1 <html> 2 <head> 3 <title>Script.aculo.us Drag and Drop</title> 4 <script src="/books/2/341/1/html/2/"scriptaculous/prototype.js" 5    type="text/javascript"></script> 6 <script src="/books/2/341/1/html/2/scriptaculous/scriptaculous.js" 7    type="text/javascript"></script> 8 9 <link rel="stylesheet" href="dnd.css" 10   type="text/css"> 11 </head> 12 <body> 13    <div  >Box 1</div> 14    <div  >Box 2</div> 15    <div  >Box 3</div> 16 17    <br style="clear: both"> 18    <div >Drop Target</div> 19 20 21 <script type="text/javascript"> 22     new Draggable('box1',{revert:true}); 23     new Draggable('box2',{revert:false}); 24     new Draggable('box3',{revert:true}); 25 26     Droppables.add('drop', {accept: 'box', 27          onDrop: function(el) { 28          $('drop').innerHTML = 29          'Dropped: '+el.id; 30    } 31    }); 32 </script> 33 34 </body> 35 </html>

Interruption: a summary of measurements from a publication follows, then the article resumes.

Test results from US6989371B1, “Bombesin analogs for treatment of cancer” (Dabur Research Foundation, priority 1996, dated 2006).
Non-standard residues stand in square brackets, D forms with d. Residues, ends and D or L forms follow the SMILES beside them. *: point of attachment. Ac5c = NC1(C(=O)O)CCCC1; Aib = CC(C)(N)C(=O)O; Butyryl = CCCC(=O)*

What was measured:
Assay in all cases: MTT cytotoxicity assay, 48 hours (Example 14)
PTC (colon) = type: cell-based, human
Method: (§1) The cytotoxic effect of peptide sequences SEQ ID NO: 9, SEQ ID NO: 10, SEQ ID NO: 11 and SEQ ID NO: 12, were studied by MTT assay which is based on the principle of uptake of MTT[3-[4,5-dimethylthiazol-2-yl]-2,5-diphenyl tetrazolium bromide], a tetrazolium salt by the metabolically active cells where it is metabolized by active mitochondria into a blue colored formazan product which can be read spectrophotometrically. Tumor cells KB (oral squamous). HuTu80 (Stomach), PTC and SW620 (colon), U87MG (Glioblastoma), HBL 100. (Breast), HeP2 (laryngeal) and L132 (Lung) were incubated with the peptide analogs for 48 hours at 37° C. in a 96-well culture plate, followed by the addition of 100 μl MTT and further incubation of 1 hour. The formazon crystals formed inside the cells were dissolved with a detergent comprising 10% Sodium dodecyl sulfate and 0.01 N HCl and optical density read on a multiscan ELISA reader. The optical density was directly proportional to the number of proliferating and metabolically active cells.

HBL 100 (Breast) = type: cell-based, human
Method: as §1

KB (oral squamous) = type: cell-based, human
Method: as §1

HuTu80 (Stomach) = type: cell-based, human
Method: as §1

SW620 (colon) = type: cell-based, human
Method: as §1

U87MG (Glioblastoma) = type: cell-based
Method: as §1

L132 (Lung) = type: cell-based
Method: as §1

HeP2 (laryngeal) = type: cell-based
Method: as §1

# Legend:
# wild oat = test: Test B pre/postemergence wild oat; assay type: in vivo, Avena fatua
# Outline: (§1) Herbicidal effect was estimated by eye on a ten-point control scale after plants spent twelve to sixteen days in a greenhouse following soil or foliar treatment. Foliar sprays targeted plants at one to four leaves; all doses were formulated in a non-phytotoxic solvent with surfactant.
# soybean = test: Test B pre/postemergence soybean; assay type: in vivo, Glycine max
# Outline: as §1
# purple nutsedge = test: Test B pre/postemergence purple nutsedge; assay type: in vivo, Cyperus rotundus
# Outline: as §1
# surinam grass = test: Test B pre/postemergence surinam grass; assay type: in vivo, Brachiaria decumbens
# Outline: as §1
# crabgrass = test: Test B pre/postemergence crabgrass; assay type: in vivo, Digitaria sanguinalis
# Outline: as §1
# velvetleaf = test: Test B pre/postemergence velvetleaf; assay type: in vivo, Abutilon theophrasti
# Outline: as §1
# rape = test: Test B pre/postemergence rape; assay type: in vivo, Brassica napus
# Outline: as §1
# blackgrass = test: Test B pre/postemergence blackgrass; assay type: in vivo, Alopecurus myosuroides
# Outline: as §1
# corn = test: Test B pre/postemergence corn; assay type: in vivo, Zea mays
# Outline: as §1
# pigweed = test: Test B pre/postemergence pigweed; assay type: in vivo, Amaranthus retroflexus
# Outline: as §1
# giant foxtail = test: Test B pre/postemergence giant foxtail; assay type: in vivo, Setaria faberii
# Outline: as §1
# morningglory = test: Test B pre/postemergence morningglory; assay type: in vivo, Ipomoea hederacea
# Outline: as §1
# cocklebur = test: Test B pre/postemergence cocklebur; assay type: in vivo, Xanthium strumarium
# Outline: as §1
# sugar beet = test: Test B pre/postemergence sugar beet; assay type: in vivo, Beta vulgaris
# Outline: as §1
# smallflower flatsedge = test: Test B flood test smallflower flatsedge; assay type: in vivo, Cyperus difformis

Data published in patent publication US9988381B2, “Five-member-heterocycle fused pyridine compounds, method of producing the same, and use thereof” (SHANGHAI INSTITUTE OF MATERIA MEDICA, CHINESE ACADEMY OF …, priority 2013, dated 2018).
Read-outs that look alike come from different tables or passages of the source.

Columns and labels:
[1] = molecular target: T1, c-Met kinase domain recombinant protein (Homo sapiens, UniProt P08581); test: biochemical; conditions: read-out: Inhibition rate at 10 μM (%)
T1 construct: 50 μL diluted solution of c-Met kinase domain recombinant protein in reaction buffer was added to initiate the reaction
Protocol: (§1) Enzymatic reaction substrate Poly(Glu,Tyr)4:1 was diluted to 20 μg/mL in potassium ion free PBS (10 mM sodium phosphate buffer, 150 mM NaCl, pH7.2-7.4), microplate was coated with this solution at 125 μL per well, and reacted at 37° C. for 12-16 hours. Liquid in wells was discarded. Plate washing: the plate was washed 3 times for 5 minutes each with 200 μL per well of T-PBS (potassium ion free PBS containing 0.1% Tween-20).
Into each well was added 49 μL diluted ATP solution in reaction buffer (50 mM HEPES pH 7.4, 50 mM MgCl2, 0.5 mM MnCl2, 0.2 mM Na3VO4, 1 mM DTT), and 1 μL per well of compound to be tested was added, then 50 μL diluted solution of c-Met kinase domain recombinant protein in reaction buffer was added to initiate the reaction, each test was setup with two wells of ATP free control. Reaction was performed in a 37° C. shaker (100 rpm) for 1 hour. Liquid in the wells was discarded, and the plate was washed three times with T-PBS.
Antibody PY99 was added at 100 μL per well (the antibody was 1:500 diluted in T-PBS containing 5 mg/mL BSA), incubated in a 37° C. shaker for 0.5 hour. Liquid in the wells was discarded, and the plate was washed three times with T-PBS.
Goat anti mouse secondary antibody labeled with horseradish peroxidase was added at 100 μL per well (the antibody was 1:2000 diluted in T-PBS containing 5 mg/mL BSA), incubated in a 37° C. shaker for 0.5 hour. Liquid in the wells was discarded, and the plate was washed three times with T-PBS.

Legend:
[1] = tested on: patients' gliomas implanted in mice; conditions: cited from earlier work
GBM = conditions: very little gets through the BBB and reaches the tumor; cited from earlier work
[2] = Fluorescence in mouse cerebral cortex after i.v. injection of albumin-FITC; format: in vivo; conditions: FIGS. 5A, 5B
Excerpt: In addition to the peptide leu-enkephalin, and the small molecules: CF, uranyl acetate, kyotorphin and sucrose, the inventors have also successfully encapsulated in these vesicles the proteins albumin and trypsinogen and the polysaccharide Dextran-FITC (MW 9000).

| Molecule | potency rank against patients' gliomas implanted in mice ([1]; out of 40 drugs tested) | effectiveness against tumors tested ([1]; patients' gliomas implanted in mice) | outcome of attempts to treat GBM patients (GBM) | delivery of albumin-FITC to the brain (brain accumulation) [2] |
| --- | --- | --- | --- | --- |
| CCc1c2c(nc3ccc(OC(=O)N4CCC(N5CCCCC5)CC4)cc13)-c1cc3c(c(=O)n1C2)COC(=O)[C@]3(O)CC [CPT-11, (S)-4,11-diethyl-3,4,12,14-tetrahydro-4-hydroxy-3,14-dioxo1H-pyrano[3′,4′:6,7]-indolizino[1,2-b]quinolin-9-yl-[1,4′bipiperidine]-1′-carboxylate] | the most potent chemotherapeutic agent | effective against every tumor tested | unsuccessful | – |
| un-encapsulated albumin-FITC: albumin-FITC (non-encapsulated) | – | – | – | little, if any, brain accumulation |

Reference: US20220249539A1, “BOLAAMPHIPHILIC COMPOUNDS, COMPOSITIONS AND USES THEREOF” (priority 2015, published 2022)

Most of this page is set up in HTML with a small amount of JavaScript code to activate the drag-and-drop functionality. The page starts with a basic setup. Lines 47 include the scriptaculous JavaScript library, and lines 910 include a CSS file to do some basic formatting. Lines 1318 create the basic user interface; it is made up of three 200x200 pixel boxes that are floated next to each other. Below that is a 100x400 pixel drop target.

Lines 2132 make these boxes draggable and create a drop target for them. Lines 2224 create the draggable boxes; the first parameter is the ID of the box, and the second is a hash of options. On line 23, we set the revert property of the second box to false; this lets us drag it around the screen. This property isn't very useful for dragging to a drop target, but it can be useful for other use cases. Lines 2630 create the drop target; the first parameter is the ID of the element, and its second parameter is a hash of options. Here we're setting two options. The first is the accept variable, which takes a class to accept; in this case, it's set to box, which allows box 1 and 2, but not box 3, to be dropped. The second option is the onDrop function; this is called when a draggable element is released while over the drop target. The function displays some simple feedback displaying the ID of the dropped element in the drop target.